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Banked turn

  1. Mar 10, 2005 #1
    I need some help, I am a relative noob at physics. I need this to get credit on test corrections to boost my test grade. Here's the problem,

    A 1300 kg car goes around a turn with radius 50 m, at a speed of 75 km/h. The coefficient of static friction is .45, (a) what is the minimum angle of the bank needed to keep the car in the turn? (b) If the car changes tires, which increase the coefficient of static friction to .65, what will be the maximum velocity with which the car will be able to take the turn, assuming the same banked angle?

    This is probably easy for you guys. Any help would be appreciated, Thanks.
     
    Last edited: Mar 10, 2005
  2. jcsd
  3. Mar 10, 2005 #2

    arildno

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    1) The car moves in a horizontal circle; what is its (centripetal) acceleration?
    2) List the forces acting upon the car, and their directions.

    Relate 1) and 2) by Newton's 2.law of motion.
     
  4. Mar 10, 2005 #3
    1) It's centripetal acceleration is 20.83^2/50= 8.68 m/s^2
    2) The forces acting on it are gravity, the normal force (perpendicular to the incline), and friction (down the incline)

    so Fnx+Fsx=ma
    Fn*(Sin theta)+.45*Fn*Cos (theta)= 11284.72

    This is where I get stuck, I was taught to use another equation to solve for Fn, but I just can't get Fn. the equation I used was Fny+Fg+Fsy=0, so Fn*(Cos theta)+.45*Fn*(Sin theta)=-fg (=12740). After this I don't know what to do.
     
  5. Mar 10, 2005 #4

    arildno

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    1) Try to write this in VECTOR form
    2) Do NOT introduce numerical values; they just confuse you.
    Pay attention to the structure of the equation instead.
     
  6. Mar 10, 2005 #5
    I just tried to solve for (a) and I got 41.53 degrees, do you know if this is right?

    Thanks for all of the help, I have to go to school now. Thanks again.
     
    Last edited: Mar 10, 2005
  7. Mar 10, 2005 #6

    arildno

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    I haven't bothered to check.
    Here's one way of solving this properly:
    1) Centripetal acceleration: [tex]\vec{a}=-\frac{V^{2}}{R}\vec{i}_{r}[/tex]
    where V is the constant speed, R the radius, and [tex]\vec{i}_{r}[/tex] the outward radial vector in the horizontal [tex]\vec{i},\vec{j}[/tex]-plane.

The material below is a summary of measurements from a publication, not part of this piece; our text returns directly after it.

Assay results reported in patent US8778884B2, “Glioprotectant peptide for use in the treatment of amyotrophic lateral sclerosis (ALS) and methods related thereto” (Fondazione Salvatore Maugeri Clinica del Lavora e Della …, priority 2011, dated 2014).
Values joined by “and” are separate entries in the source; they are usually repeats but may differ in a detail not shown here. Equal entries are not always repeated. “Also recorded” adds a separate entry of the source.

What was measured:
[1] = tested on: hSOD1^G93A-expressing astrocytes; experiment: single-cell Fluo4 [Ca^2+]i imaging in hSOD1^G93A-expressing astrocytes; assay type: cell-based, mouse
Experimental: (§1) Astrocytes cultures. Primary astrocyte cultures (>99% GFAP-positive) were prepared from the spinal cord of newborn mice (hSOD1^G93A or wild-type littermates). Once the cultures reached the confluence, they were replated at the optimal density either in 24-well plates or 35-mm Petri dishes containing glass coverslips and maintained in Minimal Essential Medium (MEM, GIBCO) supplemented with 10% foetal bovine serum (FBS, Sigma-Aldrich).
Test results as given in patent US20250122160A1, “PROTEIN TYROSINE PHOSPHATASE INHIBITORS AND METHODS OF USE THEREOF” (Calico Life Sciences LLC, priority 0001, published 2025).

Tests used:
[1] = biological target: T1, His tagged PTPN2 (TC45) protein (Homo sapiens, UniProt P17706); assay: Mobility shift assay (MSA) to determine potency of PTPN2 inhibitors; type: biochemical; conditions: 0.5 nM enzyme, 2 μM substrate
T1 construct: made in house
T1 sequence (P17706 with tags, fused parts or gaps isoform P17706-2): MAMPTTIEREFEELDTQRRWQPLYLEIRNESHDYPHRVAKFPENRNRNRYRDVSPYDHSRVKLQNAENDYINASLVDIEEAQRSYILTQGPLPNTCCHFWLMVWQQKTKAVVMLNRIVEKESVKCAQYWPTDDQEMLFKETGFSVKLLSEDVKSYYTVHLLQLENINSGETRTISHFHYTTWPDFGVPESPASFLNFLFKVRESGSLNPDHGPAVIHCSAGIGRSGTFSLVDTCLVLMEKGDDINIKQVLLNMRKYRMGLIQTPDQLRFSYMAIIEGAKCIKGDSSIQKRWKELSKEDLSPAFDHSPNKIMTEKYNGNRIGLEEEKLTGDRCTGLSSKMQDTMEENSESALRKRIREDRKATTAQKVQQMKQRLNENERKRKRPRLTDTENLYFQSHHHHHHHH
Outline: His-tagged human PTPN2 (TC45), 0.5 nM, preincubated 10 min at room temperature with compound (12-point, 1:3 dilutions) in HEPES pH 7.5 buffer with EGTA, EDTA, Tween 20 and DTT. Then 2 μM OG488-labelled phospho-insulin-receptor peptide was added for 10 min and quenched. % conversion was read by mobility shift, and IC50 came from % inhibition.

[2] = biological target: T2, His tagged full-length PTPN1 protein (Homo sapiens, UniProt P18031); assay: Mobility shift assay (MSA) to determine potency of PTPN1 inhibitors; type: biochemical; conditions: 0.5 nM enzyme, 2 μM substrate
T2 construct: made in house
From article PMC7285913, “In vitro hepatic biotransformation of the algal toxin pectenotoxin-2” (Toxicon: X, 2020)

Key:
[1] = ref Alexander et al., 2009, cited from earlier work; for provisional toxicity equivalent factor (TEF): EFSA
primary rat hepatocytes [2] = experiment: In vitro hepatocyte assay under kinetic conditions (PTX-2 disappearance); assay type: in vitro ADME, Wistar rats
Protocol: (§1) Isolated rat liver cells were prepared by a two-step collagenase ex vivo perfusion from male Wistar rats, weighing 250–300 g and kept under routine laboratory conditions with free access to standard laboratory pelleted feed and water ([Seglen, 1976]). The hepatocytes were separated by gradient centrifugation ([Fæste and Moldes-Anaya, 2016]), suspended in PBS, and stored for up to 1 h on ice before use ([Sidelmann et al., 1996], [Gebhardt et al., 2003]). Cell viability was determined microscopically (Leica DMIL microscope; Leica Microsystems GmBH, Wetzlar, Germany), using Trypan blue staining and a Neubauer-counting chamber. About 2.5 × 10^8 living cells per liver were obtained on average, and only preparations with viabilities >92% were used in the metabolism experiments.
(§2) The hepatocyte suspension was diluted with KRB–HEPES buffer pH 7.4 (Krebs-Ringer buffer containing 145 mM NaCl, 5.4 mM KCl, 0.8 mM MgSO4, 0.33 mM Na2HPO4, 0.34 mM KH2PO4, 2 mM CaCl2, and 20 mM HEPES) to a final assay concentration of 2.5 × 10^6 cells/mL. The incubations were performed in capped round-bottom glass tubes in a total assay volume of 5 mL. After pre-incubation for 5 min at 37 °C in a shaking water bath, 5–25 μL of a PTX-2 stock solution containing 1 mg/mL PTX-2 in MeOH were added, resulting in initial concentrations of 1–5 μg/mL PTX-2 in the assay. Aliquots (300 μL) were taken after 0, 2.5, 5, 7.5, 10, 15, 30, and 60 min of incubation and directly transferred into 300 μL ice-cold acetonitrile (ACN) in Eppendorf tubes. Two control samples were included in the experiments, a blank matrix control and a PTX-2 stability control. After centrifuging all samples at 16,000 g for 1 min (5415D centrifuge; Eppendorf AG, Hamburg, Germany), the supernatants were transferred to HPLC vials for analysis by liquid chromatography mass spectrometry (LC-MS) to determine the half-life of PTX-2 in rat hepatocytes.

2) Forces:
    a)Weight: [tex]-Mg\vec{k}[/tex]
    (M being the mass, g the acceleration of gravity)
    b) Normal force: [tex]N\vec{n}[/tex]
    c) Frictional force: [tex]-F\vec{t}[/tex]
    where [tex]\vec{n}[/tex] is normal to the banked curve, and [tex]\vec{t}[/tex] the appropriate tangent vector. (F and N being magnitudes of forces)

    By geometry, we have:
    [tex]\vec{t}=\cos\theta\vec{i}_{r}+\sin\theta\vec{k}[/tex]
    [tex]\vec{n}=-\sin\theta\vec{i}_{r}+\cos\theta\vec{k}[/tex]

    Hence, Newton's 2.law of motion states:
    [tex]N\vec{n}-F\vec{t}-Mg\vec{k}=-M\frac{V^{2}}{R}\vec{i}_{r}[/tex]
    Taking the dot product of this equation with [tex]\vec{n}[/tex] yields:
    [tex]N-Mg\cos\theta=M\frac{V^{2}}{R}\sin\theta[/tex]
    Taking the dot product with [tex]\vec{t}[/tex] yields:
    [tex]-F-Mg\sin\theta=-M\frac{V^{2}}{R}\cos\theta[/tex]
    Or, F and N must satisfy for a purely horizontal motion:
    [tex]N=M(g\cos\theta+\frac{V^{2}}{R}\sin\theta)[/tex]
    [tex]F=M(\frac{V^{2}}{R}\cos\theta-g\sin\theta)[/tex]

    In addition, if we have achieved the critical value of static friction, [tex]F=\mu{N}[/tex]
    we can solve for the (minimum) angle:
    [tex]tan(\theta)=\frac{\frac{V^{2}}{R}-\mu{g}}{\mu\frac{V^{2}}{R}+g}[/tex]
    If [tex]\frac{V^{2}}{R}\leq\mu{g}[/tex] then the minimum angle is 0.

    Now, you can plug&chug numerical values into this to your heart's content.
    (Use a consistent set of units, though.)
     
    Last edited: Mar 10, 2005
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